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Rio de Janeiro in 1964

Rio de Janeiro in 1964 remained the de facto seat of the Brazilian government and home to its corps of international diplomats.  Despite the fact that Brasilia, the modernist architectural ghost town erected in the scrublands of the country’s isolated interior was designated Brazil’s new capital in 1960, the foot dragging went on for years before the embassies and the governing bureaucrats accepted the inevitability that they would have to, not just occasionally commute between Rio and the new capital, but actually decamp and live there.  Think of the founders and the whole apparatus of State being forced to abandon cosmopolitan Philadelphia in 1800 for swampy, malarial Washington.  By 1964 standards, going to Brasilia, today Brazil’s 4th largest city was worse.

Thus, when the coup unfolded on March 31, 1964 that brought down the democratically elected government of Joao (Jango) Goulart, American diplomats were still pulling strings on behalf of the Putschists from their comfortable embassy board rooms on the Avenida Woodrow Wilson in downtown Rio.  And yours truly, a wet behind the ears undergraduate at the local Jesuit university for a year, in a Zelig-like coincidence, witnessed the military takeover from a window facing Copacabana beach in a  building where the deposed president himself had an apartment.

Michael Uhl is the author of  Vietnam Awakening.

This article originally appeared on In the Mindfield.

The dictatorship and its afterglow endured a quarter century until the direct election by popular vote of Fernando Collor de Mello in 1989, following the creation a year earlier of a new constitution, by far Brazil’s most democratic.  Even then the military hovered in the wings having inserted into the new charter, according to historian Daniel Aarao Reis, the authoritarian wedge “of the military’s right to intervene in the national political life if they are summoned by the head of one of the three branches of government.”

Now, with twenty five years of democratic governments under their belt, and a flow of peaceful transitions from one presidential term to the next – including the resignation of President Collor under investigation for corruption – a Brazilian electorate many times larger than the one that brought Jango to office in 1961, might finally imagine itself immune from any future threat to democratic rule by the military, despite the menacing clause that lies dormant in their constitution.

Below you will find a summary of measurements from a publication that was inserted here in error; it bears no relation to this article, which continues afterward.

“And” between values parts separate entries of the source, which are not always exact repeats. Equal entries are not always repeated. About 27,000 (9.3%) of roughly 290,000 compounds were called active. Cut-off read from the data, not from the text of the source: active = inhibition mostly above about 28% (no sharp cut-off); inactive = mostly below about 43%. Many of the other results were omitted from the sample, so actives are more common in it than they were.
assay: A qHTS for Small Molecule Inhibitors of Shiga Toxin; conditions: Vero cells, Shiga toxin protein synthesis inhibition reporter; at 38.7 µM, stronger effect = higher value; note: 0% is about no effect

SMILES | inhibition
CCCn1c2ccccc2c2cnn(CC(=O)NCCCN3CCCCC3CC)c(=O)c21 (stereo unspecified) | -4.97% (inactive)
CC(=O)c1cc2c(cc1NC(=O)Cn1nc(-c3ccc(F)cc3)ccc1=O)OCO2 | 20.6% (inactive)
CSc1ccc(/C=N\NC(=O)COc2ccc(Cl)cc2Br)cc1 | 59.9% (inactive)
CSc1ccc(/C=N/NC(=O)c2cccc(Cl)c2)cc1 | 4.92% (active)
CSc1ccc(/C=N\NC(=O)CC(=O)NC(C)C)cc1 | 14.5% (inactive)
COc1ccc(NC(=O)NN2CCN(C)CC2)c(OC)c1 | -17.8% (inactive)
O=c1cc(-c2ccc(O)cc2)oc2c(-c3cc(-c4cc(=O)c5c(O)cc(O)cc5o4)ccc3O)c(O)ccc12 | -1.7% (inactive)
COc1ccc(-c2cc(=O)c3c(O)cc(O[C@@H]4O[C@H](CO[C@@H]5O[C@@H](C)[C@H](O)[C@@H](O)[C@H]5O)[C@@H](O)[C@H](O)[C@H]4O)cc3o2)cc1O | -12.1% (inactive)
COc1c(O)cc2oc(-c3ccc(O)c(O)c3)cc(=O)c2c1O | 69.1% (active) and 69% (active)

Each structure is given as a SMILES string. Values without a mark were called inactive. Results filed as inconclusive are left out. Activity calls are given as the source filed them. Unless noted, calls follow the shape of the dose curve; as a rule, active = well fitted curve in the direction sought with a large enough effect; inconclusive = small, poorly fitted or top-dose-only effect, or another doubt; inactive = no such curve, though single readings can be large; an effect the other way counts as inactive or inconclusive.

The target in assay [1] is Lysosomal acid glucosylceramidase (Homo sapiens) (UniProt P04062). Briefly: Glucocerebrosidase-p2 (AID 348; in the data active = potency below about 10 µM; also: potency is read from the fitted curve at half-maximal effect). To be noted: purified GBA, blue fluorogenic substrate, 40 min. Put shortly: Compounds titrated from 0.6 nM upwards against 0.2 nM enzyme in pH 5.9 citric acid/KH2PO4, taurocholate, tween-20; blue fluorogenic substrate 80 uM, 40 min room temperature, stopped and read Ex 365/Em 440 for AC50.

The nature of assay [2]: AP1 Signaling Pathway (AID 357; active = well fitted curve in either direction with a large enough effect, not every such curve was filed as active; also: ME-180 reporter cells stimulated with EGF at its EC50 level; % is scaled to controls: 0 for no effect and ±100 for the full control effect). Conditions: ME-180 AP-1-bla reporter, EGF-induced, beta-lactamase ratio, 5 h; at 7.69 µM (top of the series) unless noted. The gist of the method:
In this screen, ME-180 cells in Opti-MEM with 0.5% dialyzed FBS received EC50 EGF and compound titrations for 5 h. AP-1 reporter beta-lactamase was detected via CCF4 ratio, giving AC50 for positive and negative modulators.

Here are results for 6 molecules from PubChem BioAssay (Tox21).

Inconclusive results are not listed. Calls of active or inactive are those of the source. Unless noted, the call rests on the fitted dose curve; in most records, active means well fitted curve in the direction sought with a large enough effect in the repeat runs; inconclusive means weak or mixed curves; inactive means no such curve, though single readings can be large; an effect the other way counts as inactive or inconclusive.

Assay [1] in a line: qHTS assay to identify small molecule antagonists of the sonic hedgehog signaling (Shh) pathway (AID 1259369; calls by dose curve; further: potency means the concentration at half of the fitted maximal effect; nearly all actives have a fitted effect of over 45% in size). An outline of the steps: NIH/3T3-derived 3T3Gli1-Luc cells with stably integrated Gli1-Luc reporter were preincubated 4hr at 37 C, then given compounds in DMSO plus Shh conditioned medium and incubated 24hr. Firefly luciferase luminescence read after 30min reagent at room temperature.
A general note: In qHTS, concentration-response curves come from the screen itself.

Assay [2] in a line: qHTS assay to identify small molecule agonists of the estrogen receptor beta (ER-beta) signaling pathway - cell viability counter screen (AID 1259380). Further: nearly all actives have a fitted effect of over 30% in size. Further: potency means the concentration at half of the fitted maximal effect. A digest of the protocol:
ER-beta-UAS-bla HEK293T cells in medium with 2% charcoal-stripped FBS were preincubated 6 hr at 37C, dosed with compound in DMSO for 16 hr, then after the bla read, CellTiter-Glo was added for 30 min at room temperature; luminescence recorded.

As one engaged Brazilian friend keeps reminding me, “our democracy is a system that has to be exercised every day,” and in contemporary Brazil where, not just an ever-skittish military but an oligarchy that has banked its gold plated privileges on centuries of authoritarian rule, popular vigilance has not been lacking.  Half of Brazil’s population was not even alive in 1964, and, as a spate of mass street protests demonstrated throughout 2013, the youth in particular of an emerging middle class have signaled that the culture of corruption in which the country’s elites remain contemptuously entrenched, is the principal target of their social and economic struggles.

The season of street protests has momentarily subsided.  The response of the government, despite being headed by Dilma Rousseff, who herself had a serious brush with armed struggle back in the days of the dictatorship, has been cosmetic.  Today, her Worker’s Party (PT), the senior member of a coalition of ruling parties that makes Italian politics look almost transparent, attempts to play by neo-Keynesian rules while bound in the structural and historical straight jacket long fashioned by the landed and industrial oligarchs.

The PT, first under the presidency of former trade unionist Lula da Silva, and now Dilma, is rightly credited with many of the reforms that have brought this emergent Brazilian middle class into existence, delivering a solid increase in the standard of living that has taken an impressive bite out of the chronic poverty the overwhelming majority of the Brazilian masses have suffered throughout the country’s history.  But over the last several years, the PT leadership, if not the more militant rank and file, has also sullied the party’s reputation in a vote buying scandal that has placed some of its most powerful founding members behind bars.